Jason Moyse: Manager, Legal Business Solutions

#BakersDozen is a series of interviews with leading professionals in the fields of law, consulting, finance, tech, and more.

Tell us a bit about yourself and how you came to be in the legal business?

I started as a commercial litigator with a high volume practice focussed on debtor/creditor law, loan and asset recovery and mortgage enforcement. I spent my first six years in private practice and the next six as in-house counsel. Since 2012 — I have been pursuing the alternative career path of legal innovation and continuously pushing past my comfort zone!

What do you do for a living right now?

I very happily spin a few plates at once. I am pleased to be part of Elevate Services, a next generation legal service provider that helps law firms and corporate legal departments with practical ways to improve efficiency, quality and outcomes. I serve as Manager of Legal Business Solutions supporting clients with legal project management knowledge, software support and consulting in respect of lean process and change management.

I also work on behalf Law Made — a brand developed with my business partner which is focussed on the “makers” in the legal innovation space with a particular emphasis on supporting legal entrepreneurship and intrapreneurship. We’ve helped raise millions in capital for startups, provided product development and client acquisition strategy and put on some industry leading events centred on legal innovation. We work with makers, firms, corporates, law schools and bar associations to improve or create new products, services, processes and business models related to legal services.

What has been your greatest triumph and your greatest success in the legal services field and what did you learn from each?

As an in-house lawyer, I was able to deliver the holy grail of converting from a pure cost centre to a profit based function. During my tenure, the legal spend was reduced 60% while financial recoveries from litigation and post write off activities were increased 100%. By returning millions back to profit as a lawyer — I became very popular with the leadership team! These days—my fulfillment comes from helping others succeed whether it’s bringing legal project management programs to life inside law firms, assisting corporate departments to embrace innovation or helping startups convert paid pilots to multimillion dollar contracts. It’s also a thrill keeping an entrepreneur in the game by helping to elicit venture capital for important growth initiatives which hopefully lead to new offerings in the market and creation of jobs.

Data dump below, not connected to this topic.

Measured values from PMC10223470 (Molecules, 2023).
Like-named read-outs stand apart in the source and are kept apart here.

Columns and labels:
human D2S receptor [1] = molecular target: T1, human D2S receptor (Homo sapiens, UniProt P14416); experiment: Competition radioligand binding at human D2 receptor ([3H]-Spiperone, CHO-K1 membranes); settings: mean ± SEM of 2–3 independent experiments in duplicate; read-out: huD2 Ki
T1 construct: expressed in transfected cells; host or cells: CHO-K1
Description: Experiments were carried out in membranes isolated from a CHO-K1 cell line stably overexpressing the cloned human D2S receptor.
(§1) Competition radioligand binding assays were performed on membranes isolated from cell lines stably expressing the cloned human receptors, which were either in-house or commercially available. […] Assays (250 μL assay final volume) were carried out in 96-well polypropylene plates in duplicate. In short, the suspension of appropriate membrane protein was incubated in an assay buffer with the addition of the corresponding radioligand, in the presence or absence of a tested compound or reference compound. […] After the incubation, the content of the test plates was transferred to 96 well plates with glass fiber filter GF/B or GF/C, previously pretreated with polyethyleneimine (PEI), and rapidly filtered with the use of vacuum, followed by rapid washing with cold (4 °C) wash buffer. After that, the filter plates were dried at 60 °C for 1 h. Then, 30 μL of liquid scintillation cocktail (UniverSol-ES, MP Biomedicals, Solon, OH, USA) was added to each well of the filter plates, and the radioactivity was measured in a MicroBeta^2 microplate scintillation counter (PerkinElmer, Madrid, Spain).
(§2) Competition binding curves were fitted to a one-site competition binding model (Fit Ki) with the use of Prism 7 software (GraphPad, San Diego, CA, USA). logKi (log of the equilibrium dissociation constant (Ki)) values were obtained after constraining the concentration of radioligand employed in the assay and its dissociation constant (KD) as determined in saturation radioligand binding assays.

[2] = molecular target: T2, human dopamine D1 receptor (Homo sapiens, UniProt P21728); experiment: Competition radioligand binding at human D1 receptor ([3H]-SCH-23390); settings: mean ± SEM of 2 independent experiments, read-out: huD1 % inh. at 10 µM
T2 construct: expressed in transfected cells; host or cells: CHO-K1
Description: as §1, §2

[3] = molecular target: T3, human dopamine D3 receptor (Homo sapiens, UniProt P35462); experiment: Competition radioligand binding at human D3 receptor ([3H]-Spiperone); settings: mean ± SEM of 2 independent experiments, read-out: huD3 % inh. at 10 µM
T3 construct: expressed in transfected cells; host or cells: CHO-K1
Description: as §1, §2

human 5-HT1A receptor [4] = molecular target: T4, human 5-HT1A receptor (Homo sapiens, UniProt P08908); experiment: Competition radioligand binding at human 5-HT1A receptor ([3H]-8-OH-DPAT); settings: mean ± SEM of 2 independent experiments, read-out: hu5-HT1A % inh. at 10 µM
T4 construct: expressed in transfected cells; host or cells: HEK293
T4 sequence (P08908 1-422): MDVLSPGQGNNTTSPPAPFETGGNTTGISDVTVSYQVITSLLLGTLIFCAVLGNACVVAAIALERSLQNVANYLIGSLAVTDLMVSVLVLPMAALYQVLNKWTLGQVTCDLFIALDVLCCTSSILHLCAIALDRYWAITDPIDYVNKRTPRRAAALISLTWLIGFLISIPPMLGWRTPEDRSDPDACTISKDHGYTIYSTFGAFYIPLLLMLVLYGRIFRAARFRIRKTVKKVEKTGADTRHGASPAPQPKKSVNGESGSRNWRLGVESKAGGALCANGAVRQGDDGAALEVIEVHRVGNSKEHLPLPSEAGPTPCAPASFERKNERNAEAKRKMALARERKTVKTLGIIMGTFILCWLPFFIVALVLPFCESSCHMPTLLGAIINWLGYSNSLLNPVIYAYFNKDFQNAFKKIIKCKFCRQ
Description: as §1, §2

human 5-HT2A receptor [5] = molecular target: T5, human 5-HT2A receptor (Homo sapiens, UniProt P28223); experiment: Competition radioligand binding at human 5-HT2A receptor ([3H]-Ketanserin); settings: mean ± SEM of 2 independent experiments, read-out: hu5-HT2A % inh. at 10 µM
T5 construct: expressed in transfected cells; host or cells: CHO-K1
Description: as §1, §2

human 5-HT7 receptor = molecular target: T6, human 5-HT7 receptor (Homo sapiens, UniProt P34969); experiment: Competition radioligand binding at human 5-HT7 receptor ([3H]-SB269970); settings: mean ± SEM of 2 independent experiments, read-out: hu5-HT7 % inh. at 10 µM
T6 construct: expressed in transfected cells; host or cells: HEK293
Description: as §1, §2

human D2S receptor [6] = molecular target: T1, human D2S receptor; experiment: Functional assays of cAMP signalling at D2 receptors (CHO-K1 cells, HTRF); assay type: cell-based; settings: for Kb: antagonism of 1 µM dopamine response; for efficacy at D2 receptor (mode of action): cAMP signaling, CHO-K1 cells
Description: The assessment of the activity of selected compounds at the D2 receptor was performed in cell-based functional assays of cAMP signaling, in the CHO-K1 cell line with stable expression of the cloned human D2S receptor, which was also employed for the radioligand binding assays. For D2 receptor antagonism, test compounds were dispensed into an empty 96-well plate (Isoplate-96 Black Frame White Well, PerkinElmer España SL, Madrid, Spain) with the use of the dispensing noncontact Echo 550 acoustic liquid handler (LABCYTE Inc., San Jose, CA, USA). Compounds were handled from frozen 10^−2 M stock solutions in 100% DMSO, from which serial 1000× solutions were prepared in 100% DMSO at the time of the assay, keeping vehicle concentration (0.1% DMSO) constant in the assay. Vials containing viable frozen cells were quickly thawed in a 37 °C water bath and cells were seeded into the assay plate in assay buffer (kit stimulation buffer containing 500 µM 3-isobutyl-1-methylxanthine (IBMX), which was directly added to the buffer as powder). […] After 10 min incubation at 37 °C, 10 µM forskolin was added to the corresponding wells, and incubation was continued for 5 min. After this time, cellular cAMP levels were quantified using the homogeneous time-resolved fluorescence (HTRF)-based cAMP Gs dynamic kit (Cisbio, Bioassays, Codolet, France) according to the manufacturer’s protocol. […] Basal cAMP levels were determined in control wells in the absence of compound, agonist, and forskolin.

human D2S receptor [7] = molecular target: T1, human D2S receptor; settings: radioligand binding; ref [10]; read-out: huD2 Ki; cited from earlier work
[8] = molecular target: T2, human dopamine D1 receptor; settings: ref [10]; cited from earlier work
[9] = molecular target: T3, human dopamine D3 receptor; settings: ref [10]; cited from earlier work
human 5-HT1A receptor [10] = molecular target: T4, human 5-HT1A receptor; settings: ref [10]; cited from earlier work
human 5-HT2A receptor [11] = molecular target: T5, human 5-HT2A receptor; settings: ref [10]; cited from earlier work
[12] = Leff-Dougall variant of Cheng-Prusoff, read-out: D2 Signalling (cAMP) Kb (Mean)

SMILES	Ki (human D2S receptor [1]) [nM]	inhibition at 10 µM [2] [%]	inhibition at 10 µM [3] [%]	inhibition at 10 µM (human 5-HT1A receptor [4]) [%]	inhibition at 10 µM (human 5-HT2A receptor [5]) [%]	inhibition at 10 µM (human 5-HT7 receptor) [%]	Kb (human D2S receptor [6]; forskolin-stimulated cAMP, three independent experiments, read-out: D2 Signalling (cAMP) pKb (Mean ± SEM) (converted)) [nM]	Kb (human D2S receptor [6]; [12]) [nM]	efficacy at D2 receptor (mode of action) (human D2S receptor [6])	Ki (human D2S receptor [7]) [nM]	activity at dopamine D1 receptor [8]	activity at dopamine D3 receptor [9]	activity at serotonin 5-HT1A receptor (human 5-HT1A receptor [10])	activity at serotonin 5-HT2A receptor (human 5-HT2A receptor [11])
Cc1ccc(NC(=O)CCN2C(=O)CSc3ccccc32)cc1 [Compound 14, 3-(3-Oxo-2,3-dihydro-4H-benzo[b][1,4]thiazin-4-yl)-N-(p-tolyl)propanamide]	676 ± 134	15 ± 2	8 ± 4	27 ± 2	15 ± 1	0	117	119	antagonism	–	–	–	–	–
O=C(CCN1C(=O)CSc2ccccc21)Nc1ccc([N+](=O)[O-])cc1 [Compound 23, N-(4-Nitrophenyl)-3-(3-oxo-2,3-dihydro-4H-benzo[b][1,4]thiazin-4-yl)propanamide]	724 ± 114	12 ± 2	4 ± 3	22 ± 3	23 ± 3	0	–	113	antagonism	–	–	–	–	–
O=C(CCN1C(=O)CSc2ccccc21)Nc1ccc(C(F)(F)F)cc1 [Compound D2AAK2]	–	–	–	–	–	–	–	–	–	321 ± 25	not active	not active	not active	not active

Do you think the legal industry is headed in the right direction, the wrong direction – or which direction?

There can be little doubt that the industry is changing and that in itself is a victory given how long the status quo was able to prevail. It depends on your perspective — but from the client point of view — it’s never been better as the bargaining power has shifted away from providers to where it belongs — on the buyer side. It’s also the most exciting era ever if you have a mindset skewed toward innovation, entrepreneurship or intrapreneurship. Pure skeptics are always going to be out there — but those aren’t generally the builders and agents of change. If you liked the way things were for the last 50 years — you are likely pretty uncomfortable these days. In other parts of the industry, we are definitely going in the wrong direction. The cost to pursue law school and process to become certified are untenable.

It’s the most exciting era ever if you have a mindset skewed toward innovation, entrepreneurship or intrapreneurship.

You’re known for innovation and have been an inspiration to many. Who inspires you – and why?

I love value creation where it did not previously exist. While the efficiency imperative prevails and there is much improvement to be made to current processes, models and offerings — I get excited by new businesses and products. For example, I am a board member of a company that assists with finding trapped financial value by pulling together the digital assists of an individual after they die so they can be included in the estate. That’s not just banking and brokerage accounts — but all kinds of other areas that could have credit balances including gaming accounts, retail and other digital platforms. That’s a business that would not have existed even 5 years ago.

What advice would you give to the younger generation contemplating law as a career?